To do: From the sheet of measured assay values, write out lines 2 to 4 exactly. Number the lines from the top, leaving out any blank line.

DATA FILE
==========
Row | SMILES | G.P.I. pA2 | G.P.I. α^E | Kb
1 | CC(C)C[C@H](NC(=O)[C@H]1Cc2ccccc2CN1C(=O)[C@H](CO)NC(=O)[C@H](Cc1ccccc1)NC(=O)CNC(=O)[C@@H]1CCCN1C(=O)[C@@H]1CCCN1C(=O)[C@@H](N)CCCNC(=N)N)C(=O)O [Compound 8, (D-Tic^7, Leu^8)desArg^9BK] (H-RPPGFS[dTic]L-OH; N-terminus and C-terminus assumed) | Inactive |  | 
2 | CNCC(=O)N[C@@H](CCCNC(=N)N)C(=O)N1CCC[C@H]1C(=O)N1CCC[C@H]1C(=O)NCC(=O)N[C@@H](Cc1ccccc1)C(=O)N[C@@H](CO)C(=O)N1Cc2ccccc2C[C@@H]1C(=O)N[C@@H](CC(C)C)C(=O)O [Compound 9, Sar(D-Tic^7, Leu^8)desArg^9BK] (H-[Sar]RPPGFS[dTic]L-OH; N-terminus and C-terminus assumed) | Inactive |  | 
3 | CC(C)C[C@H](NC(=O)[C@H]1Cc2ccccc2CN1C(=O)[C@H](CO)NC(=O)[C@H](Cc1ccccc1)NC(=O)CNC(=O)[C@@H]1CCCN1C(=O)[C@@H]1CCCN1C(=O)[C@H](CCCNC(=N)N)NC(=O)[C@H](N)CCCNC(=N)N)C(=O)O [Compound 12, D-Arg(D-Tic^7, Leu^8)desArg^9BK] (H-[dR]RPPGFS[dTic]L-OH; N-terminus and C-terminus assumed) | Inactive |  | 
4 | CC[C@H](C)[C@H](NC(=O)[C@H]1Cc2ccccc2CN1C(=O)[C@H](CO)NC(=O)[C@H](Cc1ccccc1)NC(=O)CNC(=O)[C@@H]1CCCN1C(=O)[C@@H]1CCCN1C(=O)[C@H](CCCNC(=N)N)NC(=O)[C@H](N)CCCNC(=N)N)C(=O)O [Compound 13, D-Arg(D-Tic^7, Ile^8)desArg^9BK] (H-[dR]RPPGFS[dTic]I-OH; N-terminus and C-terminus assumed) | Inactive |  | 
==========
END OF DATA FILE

1 | CC(C)C[C@H](NC(=O)[C@H]1Cc2ccccc2CN1C(=O)[C@H](CO)NC(=O)[C@H](Cc1ccccc1)NC(=O)CNC(=O)[C@@H]1CCCN1C(=O)[C@@H]1CCCN1C(=O)[C@@H](N)CCCNC(=N)N)C(=O)O [Compound 8, (D-Tic^7, Leu^8)desArg^9BK] (H-RPPGFS[dTic]L-OH; N-terminus and C-terminus assumed) | Inactive |  | 
2 | CNCC(=O)N[C@@H](CCCNC(=N)N)C(=O)N1CCC[C@H]1C(=O)N1CCC[C@H]1C(=O)NCC(=O)N[C@@H](Cc1ccccc1)C(=O)N[C@@H](CO)C(=O)N1Cc2ccccc2C[C@@H]1C(=O)N[C@@H](CC(C)C)C(=O)O [Compound 9, Sar(D-Tic^7, Leu^8)desArg^9BK] (H-[Sar]RPPGFS[dTic]L-OH; N-terminus and C-terminus assumed) | Inactive |  | 
3 | CC(C)C[C@H](NC(=O)[C@H]1Cc2ccccc2CN1C(=O)[C@H](CO)NC(=O)[C@H](Cc1ccccc1)NC(=O)CNC(=O)[C@@H]1CCCN1C(=O)[C@@H]1CCCN1C(=O)[C@H](CCCNC(=N)N)NC(=O)[C@H](N)CCCNC(=N)N)C(=O)O [Compound 12, D-Arg(D-Tic^7, Leu^8)desArg^9BK] (H-[dR]RPPGFS[dTic]L-OH; N-terminus and C-terminus assumed) | Inactive |  | 